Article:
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Saturday 21 October 2017
Editorial

Quick-fix commissioning

TO BE FAIR, not all commissions of enquiry are a waste of time and public funds. We may be hard-pressed to find evidence of a commission of enquiry in our jurisdiction in which the recommendations have been the basis of meaningful change, but the intrinsic value of an independent, transparent investigation in the public interest is, surely, undeniable.

The difficulty is however that there are so few instances where the findings or recommendations of a commission of enquiry have resulted in policy or structural change or, for that matter, the arrest and prosecution of individuals. What would it take then to ensure that commissions are worth the large outlay of time, effort and money? What really is the point?

There is consensus that in the most general sense a commission of enquiry is a government-sanctioned body, a mechanism of the Executive branch of government, used to investigate and report on controversial issues of great public concern. Commissions, when properly constituted, possess statutory power, which enables investigations to be carried out in accordance with their mandate.

It is typical for commissions to provide the government with a report, which makes recommendations, which are in keeping with the findings from its investigation, and the broader underlying issues. This is critical as it is one of the most important bases for assessing a commission’s value. This statement forms the introduction to a report produced by the Caribbean Policy Research Institute on “Commissions of enquiry and the potential for policy change.”

The report assessed the value added of a particular commission of enquiry, the Tivoli Commission, in the context of Jamaica. However, the analysis and recommendations have broad application, in particular given the current Trinidad and Tobago context, on the approach used and the follow-up required to commissions of enquiry in general.

In layman’s terms, the question is whether costly public enquiries better serve political expediency or the public good? Also, are they designed to be restorative or simply expose the truth?

While the Tivoli Commission investigated links between politics and crime in Jamaica, commissions that investigate so-called white-collar corruption should operate with the same imperatives: to outline the truth, to be restorative by addressing the public’s outrage that an injustice has been committed, to seek redress for that injustice, to restore the legitimacy of public institutions by insisting on accountability, and providing the necessary recommendations to ensure there is no reoccurrence of that which is being investigated.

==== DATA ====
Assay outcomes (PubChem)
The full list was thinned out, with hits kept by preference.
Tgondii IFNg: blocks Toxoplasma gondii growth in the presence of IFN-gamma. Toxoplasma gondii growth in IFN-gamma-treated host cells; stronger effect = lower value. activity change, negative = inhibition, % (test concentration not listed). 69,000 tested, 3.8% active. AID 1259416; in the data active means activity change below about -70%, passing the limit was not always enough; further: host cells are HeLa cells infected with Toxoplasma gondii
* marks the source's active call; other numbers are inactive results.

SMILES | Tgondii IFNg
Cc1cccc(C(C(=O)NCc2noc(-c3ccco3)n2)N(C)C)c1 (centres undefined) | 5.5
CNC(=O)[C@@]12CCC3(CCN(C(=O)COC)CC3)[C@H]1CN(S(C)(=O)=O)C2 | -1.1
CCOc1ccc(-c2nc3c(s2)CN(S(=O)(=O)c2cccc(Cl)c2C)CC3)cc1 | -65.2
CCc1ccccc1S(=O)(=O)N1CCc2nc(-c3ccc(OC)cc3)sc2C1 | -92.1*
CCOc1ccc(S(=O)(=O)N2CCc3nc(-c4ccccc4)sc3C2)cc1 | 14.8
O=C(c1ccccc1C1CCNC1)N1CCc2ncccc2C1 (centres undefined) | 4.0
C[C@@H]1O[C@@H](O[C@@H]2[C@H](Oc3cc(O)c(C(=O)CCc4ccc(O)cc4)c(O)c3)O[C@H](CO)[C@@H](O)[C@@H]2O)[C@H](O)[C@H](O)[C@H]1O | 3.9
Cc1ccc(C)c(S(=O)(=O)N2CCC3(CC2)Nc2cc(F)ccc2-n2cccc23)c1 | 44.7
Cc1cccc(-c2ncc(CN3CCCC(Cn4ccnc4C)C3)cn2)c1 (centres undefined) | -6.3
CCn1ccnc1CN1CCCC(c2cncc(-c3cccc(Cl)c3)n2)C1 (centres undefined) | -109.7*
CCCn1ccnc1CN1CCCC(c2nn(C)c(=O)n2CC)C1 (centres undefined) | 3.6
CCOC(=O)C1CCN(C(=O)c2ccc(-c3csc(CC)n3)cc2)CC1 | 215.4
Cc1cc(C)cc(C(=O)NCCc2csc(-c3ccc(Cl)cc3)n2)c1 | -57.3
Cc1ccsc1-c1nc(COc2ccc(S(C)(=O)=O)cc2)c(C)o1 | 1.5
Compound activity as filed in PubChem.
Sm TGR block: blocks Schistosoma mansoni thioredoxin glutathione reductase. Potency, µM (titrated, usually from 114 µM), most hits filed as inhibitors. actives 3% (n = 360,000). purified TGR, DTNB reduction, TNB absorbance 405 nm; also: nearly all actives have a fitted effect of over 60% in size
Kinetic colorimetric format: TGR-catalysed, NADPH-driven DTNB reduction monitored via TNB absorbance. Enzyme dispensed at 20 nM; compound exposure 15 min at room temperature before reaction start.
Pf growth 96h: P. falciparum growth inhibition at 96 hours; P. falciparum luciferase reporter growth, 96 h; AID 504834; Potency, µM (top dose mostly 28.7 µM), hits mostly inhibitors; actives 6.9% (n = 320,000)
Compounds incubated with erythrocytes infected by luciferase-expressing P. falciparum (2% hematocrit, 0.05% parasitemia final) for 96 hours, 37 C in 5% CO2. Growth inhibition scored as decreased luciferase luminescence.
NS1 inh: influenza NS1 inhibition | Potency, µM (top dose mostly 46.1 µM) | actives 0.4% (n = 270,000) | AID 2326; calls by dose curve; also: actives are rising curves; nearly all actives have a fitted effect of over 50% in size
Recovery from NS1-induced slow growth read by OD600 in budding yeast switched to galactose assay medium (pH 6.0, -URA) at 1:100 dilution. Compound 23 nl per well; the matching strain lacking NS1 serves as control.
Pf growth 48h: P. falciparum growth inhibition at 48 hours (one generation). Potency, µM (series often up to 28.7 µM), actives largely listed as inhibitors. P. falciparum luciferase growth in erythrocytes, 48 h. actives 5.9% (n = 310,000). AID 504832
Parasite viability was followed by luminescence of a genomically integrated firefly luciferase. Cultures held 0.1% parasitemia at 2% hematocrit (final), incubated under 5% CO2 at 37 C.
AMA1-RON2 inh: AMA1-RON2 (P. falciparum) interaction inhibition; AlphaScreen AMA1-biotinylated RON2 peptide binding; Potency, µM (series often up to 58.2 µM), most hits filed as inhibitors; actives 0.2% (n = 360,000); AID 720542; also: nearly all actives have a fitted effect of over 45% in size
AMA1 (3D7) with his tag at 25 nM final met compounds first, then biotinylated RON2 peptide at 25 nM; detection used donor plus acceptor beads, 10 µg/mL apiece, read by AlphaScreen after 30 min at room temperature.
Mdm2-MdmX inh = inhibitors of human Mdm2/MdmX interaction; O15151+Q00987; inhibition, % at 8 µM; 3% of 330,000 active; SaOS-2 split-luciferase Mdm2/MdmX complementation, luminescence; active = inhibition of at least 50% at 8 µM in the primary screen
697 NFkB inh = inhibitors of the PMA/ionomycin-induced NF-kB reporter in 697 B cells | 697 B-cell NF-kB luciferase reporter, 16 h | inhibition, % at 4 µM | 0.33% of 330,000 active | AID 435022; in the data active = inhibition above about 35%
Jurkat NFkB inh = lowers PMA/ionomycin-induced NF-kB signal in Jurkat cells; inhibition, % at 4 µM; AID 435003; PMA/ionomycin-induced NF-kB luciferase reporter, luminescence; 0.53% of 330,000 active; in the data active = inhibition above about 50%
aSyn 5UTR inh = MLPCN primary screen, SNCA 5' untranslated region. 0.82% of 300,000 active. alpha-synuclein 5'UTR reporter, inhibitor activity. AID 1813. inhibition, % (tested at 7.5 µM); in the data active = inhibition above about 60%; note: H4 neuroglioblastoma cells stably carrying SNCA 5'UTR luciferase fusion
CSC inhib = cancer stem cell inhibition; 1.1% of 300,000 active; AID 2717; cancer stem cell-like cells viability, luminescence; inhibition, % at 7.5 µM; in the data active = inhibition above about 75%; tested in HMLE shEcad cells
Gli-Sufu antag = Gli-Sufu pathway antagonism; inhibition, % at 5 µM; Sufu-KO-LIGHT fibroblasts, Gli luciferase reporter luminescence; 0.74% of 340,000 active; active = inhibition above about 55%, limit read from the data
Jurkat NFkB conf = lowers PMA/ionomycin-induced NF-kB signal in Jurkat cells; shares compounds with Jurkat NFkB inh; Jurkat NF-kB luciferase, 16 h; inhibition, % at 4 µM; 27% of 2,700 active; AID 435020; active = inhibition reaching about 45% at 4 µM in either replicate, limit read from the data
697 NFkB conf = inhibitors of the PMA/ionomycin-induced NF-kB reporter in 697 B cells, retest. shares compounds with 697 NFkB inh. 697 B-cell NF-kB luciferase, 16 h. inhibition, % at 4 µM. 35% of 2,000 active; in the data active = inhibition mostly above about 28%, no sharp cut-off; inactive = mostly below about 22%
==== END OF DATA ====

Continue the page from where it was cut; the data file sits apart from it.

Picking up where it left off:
It is generally recommended that there should be no less than three members, in order to ensure the objectivity of the investigation. Members should be appointed on the basis of their recognised impartiality, independence, competence and integrity. They should not be closely associated with any individual, government, political party, or any party implicated in the enquiry. Every commission has a different mandate, but essentially for an enquiry to have value, these are the broad elements of a constructive approach. Furthermore, among the key guidelines for an effective commission of enquiry is that the terms of reference should not be confined to looking at incidents in isolation. It should look into the facts of individual cases and specific incidents, seeking to identify any systematic patterns, and analysing underlying reasons and contributory factors to the events, which are the subject of the enquiry.

What is outlined here is a wish list of how to go about the over-used and often abused mechanism of a commission to respond to events that affect public confidence in political processes. Unrealistic perhaps from a political point of view given the tangled web of corruption that has dogged procurement procedures for so long, but the public deserves complete transparency and quick action on clear recommendations.

Current issues in this country suggest the need for commissions of enquiry into all manner of policy and structural misadventure, but the unsatisfactory history of their performance demands reforms to the very structure of the commissions themselves.

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